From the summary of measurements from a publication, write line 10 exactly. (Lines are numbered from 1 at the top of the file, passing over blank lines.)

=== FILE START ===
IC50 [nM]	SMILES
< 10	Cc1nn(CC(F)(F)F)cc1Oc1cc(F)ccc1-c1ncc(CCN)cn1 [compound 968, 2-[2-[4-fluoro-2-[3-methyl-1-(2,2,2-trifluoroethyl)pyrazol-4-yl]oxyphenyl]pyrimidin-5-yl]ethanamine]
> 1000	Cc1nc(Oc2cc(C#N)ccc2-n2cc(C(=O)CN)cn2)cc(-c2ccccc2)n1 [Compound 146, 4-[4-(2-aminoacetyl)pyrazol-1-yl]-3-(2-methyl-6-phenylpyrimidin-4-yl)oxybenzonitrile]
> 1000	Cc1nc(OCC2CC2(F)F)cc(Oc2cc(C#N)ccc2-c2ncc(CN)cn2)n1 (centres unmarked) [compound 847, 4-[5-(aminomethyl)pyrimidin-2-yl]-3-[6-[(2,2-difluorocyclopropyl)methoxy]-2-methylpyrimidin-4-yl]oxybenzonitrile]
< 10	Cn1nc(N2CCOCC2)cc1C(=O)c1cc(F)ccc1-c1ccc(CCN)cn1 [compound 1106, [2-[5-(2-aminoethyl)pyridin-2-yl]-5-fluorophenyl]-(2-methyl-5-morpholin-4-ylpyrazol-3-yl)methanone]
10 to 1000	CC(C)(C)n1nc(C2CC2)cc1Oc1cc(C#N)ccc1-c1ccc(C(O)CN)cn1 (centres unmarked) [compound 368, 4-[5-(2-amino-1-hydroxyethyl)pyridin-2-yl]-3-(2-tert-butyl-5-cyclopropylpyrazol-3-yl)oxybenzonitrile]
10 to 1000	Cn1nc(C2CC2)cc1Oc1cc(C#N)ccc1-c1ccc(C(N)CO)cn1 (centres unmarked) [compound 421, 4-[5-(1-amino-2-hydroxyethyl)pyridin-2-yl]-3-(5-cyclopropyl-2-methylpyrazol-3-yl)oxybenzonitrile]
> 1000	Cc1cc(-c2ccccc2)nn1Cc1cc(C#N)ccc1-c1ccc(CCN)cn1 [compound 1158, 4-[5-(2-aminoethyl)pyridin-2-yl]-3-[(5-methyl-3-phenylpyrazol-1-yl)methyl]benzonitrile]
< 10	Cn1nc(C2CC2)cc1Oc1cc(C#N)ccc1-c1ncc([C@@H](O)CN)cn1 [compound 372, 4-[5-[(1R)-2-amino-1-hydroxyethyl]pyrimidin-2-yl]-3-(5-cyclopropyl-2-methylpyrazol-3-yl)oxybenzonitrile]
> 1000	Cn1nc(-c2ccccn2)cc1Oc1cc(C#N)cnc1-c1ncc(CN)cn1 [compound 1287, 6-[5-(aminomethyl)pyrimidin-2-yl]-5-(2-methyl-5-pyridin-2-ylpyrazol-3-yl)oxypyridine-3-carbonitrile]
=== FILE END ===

> 1000	Cn1nc(-c2ccccn2)cc1Oc1cc(C#N)cnc1-c1ncc(CN)cn1 [compound 1287, 6-[5-(aminomethyl)pyrimidin-2-yl]-5-(2-methyl-5-pyridin-2-ylpyrazol-3-yl)oxypyridine-3-carbonitrile]